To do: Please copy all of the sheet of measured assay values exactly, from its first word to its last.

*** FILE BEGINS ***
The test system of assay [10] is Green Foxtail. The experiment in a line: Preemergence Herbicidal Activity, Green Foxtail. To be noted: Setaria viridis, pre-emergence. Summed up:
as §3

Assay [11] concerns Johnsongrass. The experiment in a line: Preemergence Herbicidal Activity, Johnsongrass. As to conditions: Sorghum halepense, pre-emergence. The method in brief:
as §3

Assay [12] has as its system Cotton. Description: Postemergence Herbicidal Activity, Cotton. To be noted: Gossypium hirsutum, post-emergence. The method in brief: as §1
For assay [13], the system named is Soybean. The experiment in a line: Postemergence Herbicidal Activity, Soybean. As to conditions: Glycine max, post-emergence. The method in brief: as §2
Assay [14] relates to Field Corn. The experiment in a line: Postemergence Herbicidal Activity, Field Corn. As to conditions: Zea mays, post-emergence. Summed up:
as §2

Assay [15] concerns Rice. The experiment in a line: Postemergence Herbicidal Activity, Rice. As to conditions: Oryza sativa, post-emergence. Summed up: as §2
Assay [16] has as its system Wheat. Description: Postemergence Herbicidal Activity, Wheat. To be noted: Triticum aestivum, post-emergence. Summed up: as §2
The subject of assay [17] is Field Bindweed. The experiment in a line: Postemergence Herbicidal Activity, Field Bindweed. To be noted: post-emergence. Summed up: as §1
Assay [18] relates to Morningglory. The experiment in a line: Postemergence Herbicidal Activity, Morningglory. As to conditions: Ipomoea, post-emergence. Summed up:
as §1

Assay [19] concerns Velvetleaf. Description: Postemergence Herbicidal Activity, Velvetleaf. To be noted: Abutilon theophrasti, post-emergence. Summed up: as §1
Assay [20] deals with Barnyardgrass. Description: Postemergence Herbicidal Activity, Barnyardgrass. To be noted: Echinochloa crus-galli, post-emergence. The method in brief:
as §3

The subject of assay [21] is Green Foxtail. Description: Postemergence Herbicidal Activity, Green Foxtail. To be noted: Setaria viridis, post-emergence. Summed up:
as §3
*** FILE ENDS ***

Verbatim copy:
The test system of assay [10] is Green Foxtail. The experiment in a line: Preemergence Herbicidal Activity, Green Foxtail. To be noted: Setaria viridis, pre-emergence. Summed up:
as §3

Assay [11] concerns Johnsongrass. The experiment in a line: Preemergence Herbicidal Activity, Johnsongrass. As to conditions: Sorghum halepense, pre-emergence. The method in brief:
as §3

Assay [12] has as its system Cotton. Description: Postemergence Herbicidal Activity, Cotton. To be noted: Gossypium hirsutum, post-emergence. The method in brief: as §1
For assay [13], the system named is Soybean. The experiment in a line: Postemergence Herbicidal Activity, Soybean. As to conditions: Glycine max, post-emergence. The method in brief: as §2
Assay [14] relates to Field Corn. The experiment in a line: Postemergence Herbicidal Activity, Field Corn. As to conditions: Zea mays, post-emergence. Summed up:
as §2

Assay [15] concerns Rice. The experiment in a line: Postemergence Herbicidal Activity, Rice. As to conditions: Oryza sativa, post-emergence. Summed up: as §2
Assay [16] has as its system Wheat. Description: Postemergence Herbicidal Activity, Wheat. To be noted: Triticum aestivum, post-emergence. Summed up: as §2
The subject of assay [17] is Field Bindweed. The experiment in a line: Postemergence Herbicidal Activity, Field Bindweed. To be noted: post-emergence. Summed up: as §1
Assay [18] relates to Morningglory. The experiment in a line: Postemergence Herbicidal Activity, Morningglory. As to conditions: Ipomoea, post-emergence. Summed up:
as §1

Assay [19] concerns Velvetleaf. Description: Postemergence Herbicidal Activity, Velvetleaf. To be noted: Abutilon theophrasti, post-emergence. Summed up: as §1
Assay [20] deals with Barnyardgrass. Description: Postemergence Herbicidal Activity, Barnyardgrass. To be noted: Echinochloa crus-galli, post-emergence. The method in brief:
as §3

The subject of assay [21] is Green Foxtail. Description: Postemergence Herbicidal Activity, Green Foxtail. To be noted: Setaria viridis, post-emergence. Summed up:
as §3